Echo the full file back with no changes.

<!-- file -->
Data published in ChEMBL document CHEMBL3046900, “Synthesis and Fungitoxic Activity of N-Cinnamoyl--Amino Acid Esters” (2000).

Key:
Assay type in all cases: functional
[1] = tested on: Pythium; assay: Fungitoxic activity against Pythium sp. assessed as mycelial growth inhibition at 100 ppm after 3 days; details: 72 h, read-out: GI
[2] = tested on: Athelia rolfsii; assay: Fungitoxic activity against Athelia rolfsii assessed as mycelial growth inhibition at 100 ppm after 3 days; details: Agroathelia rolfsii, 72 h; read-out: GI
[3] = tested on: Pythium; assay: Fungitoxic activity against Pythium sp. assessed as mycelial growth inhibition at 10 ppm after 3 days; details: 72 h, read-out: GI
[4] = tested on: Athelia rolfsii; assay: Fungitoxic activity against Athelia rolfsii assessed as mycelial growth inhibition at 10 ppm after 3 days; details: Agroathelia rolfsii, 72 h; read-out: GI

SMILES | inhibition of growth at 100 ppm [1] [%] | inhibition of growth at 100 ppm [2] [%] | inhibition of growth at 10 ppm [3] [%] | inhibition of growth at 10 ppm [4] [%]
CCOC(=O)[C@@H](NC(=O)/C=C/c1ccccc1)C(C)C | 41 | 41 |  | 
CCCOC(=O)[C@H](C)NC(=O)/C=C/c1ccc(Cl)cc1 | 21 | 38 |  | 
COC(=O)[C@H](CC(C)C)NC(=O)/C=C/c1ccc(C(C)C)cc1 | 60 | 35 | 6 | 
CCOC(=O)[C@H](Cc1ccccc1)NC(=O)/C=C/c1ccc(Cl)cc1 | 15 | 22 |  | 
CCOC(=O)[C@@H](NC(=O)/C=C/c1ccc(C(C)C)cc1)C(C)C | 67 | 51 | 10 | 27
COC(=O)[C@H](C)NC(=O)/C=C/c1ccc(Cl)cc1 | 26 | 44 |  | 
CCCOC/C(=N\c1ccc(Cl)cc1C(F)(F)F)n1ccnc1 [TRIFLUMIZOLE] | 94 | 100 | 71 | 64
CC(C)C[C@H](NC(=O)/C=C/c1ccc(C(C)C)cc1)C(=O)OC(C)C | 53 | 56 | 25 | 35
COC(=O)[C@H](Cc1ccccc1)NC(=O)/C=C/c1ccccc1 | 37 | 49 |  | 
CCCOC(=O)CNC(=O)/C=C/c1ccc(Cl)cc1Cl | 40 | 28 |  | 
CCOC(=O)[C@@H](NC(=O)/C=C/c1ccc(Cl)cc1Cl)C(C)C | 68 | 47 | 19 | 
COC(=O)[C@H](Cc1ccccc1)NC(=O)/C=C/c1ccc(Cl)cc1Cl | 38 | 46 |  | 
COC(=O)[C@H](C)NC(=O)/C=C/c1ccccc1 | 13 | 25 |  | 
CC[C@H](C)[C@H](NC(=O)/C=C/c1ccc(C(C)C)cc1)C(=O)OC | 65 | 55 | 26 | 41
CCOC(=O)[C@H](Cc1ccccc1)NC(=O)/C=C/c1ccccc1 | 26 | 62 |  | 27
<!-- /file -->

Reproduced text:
Data published in ChEMBL document CHEMBL3046900, “Synthesis and Fungitoxic Activity of N-Cinnamoyl--Amino Acid Esters” (2000).

Key:
Assay type in all cases: functional
[1] = tested on: Pythium; assay: Fungitoxic activity against Pythium sp. assessed as mycelial growth inhibition at 100 ppm after 3 days; details: 72 h, read-out: GI
[2] = tested on: Athelia rolfsii; assay: Fungitoxic activity against Athelia rolfsii assessed as mycelial growth inhibition at 100 ppm after 3 days; details: Agroathelia rolfsii, 72 h; read-out: GI
[3] = tested on: Pythium; assay: Fungitoxic activity against Pythium sp. assessed as mycelial growth inhibition at 10 ppm after 3 days; details: 72 h, read-out: GI
[4] = tested on: Athelia rolfsii; assay: Fungitoxic activity against Athelia rolfsii assessed as mycelial growth inhibition at 10 ppm after 3 days; details: Agroathelia rolfsii, 72 h; read-out: GI

SMILES | inhibition of growth at 100 ppm [1] [%] | inhibition of growth at 100 ppm [2] [%] | inhibition of growth at 10 ppm [3] [%] | inhibition of growth at 10 ppm [4] [%]
CCOC(=O)[C@@H](NC(=O)/C=C/c1ccccc1)C(C)C | 41 | 41 |  | 
CCCOC(=O)[C@H](C)NC(=O)/C=C/c1ccc(Cl)cc1 | 21 | 38 |  | 
COC(=O)[C@H](CC(C)C)NC(=O)/C=C/c1ccc(C(C)C)cc1 | 60 | 35 | 6 | 
CCOC(=O)[C@H](Cc1ccccc1)NC(=O)/C=C/c1ccc(Cl)cc1 | 15 | 22 |  | 
CCOC(=O)[C@@H](NC(=O)/C=C/c1ccc(C(C)C)cc1)C(C)C | 67 | 51 | 10 | 27
COC(=O)[C@H](C)NC(=O)/C=C/c1ccc(Cl)cc1 | 26 | 44 |  | 
CCCOC/C(=N\c1ccc(Cl)cc1C(F)(F)F)n1ccnc1 [TRIFLUMIZOLE] | 94 | 100 | 71 | 64
CC(C)C[C@H](NC(=O)/C=C/c1ccc(C(C)C)cc1)C(=O)OC(C)C | 53 | 56 | 25 | 35
COC(=O)[C@H](Cc1ccccc1)NC(=O)/C=C/c1ccccc1 | 37 | 49 |  | 
CCCOC(=O)CNC(=O)/C=C/c1ccc(Cl)cc1Cl | 40 | 28 |  | 
CCOC(=O)[C@@H](NC(=O)/C=C/c1ccc(Cl)cc1Cl)C(C)C | 68 | 47 | 19 | 
COC(=O)[C@H](Cc1ccccc1)NC(=O)/C=C/c1ccc(Cl)cc1Cl | 38 | 46 |  | 
COC(=O)[C@H](C)NC(=O)/C=C/c1ccccc1 | 13 | 25 |  | 
CC[C@H](C)[C@H](NC(=O)/C=C/c1ccc(C(C)C)cc1)C(=O)OC | 65 | 55 | 26 | 41
CCOC(=O)[C@H](Cc1ccccc1)NC(=O)/C=C/c1ccccc1 | 26 | 62 |  | 27